EUFOR Althea

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European Union Force Althea is a military deployment in Bosnia and Herzegovina to oversee the military implementation of the Dayton Agreement. It is the successor to NATO's SFOR and IFOR. The transition from SFOR to EUFOR was largely a change of name and commanders: 80% of the troops remained in place.[1] It replaced the NATO-led SFOR on 2 December 2004.

General Aspects[edit]

Civilian implementation of the Dayton Agreement is enforced by the Office of High Representative. EUFOR has 2,503 troops from 27 countries,[2] mostly from the countries of the European Union. There are however, additional troops from other countries such as Chile and Turkey.

EUFOR's commander is currently Major General Dieter Heidecker (Austria), since December 2012.[3] For this mission, the European Union Military Staff is using NATO's Supreme Headquarters Allied Powers Europe (SHAPE) as the EU's Operational Headquarters (OHQ) and is working through the Deputy to the Supreme Allied Commander Europe, a European officer.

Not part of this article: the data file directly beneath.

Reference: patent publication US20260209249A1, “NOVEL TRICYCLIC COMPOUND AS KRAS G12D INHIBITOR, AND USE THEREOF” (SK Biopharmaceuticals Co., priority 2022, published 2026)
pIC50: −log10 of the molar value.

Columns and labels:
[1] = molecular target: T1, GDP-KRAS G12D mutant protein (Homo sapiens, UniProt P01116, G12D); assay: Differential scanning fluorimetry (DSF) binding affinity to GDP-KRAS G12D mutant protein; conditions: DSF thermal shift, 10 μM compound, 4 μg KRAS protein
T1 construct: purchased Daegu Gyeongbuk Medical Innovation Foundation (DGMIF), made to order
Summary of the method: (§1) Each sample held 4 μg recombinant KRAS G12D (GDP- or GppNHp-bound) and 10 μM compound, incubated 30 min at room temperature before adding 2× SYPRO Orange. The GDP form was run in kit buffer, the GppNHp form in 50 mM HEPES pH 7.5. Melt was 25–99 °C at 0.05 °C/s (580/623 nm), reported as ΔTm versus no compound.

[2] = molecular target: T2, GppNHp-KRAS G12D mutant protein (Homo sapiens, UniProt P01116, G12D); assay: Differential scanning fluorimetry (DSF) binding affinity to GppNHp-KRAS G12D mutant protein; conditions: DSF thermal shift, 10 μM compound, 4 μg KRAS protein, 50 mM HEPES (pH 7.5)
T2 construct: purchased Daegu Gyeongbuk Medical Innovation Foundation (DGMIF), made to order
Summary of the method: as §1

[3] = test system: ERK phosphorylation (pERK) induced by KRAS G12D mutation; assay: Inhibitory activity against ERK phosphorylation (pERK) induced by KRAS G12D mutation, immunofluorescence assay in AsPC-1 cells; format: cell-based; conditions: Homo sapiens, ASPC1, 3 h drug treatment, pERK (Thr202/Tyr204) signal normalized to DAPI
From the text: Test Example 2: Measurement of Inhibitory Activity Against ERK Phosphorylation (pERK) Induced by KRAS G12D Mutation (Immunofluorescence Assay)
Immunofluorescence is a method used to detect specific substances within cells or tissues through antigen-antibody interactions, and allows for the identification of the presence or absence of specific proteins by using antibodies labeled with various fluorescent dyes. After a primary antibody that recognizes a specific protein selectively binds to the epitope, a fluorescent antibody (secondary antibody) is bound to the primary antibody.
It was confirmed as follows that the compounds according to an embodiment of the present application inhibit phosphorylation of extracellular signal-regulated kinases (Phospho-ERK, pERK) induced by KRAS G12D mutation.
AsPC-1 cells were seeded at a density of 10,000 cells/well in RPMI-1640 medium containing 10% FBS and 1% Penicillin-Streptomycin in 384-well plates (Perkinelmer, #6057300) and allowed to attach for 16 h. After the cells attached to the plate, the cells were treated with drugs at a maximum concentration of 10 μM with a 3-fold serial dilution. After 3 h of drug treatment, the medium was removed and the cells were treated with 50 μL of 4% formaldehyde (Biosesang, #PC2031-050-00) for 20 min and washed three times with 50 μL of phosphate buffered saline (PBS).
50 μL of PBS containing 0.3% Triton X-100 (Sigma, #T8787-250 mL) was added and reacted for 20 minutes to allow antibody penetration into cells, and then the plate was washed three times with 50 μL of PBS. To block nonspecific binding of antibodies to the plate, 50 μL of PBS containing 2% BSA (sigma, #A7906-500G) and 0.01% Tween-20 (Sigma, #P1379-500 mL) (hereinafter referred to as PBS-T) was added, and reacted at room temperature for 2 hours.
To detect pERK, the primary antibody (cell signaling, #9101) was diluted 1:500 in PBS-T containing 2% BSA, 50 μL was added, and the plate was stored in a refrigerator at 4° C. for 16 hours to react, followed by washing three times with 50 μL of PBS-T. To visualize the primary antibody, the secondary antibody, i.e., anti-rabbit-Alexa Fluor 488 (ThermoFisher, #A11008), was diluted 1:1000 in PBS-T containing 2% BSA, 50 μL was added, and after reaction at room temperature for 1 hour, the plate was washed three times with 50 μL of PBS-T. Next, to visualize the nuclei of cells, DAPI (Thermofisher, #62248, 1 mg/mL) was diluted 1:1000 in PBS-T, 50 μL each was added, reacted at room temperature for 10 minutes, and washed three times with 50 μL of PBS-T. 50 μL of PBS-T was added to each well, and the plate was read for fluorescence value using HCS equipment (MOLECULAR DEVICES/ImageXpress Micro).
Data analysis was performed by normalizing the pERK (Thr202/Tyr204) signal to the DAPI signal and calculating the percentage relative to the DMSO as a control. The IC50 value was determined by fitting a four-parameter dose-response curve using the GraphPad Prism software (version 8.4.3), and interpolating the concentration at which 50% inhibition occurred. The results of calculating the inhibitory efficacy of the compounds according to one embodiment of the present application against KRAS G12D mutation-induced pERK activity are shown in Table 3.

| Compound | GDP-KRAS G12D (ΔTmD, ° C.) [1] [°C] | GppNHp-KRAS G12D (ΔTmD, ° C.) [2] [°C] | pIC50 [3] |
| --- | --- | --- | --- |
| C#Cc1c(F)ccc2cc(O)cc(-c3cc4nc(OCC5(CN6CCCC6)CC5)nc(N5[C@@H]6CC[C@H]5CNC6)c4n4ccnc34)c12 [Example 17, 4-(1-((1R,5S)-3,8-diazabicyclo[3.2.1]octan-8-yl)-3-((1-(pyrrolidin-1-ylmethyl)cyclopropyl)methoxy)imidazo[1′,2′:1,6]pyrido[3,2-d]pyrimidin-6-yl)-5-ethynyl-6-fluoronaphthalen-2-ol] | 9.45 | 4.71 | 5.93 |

The EUFOR assumed all the missions of the SFOR, except for the hunt for individuals indicted by the war criminals tribunal, notably Radovan Karadžić, former leader of Republika Srpska, and Ratko Mladić, their former military leader, which remained a mission for NATO[1] through NATO Headquarters Sarajevo.[4] The EUFOR does have police duties against organised crime, which is believed to be linked to suspected war criminals.[5] It works with the European Union Police Mission in Bosnia and Herzegovina (EUPM) and with the Bosnian Police.

As of September 2012, the total force of EUFOR are at 900 troops from 26 nations. The Troop-Contributing Nations (TCNS) are as follows: from the EU: Austria, Belgium, Bulgaria, Czech Republic, Finland, France, Germany, Greece, Hungary, Ireland, Italy, Luxembourg, The Netherlands, Poland, Portugal, Romania, Slovakia, Slovenia, Spain, Sweden, and the UK; and from outside the EU: Albania, Chile, Macedonia, Switzerland, and Turkey.[6]

Commanders[edit]

See also[edit]

References[edit]

Further reading[edit]

External links[edit]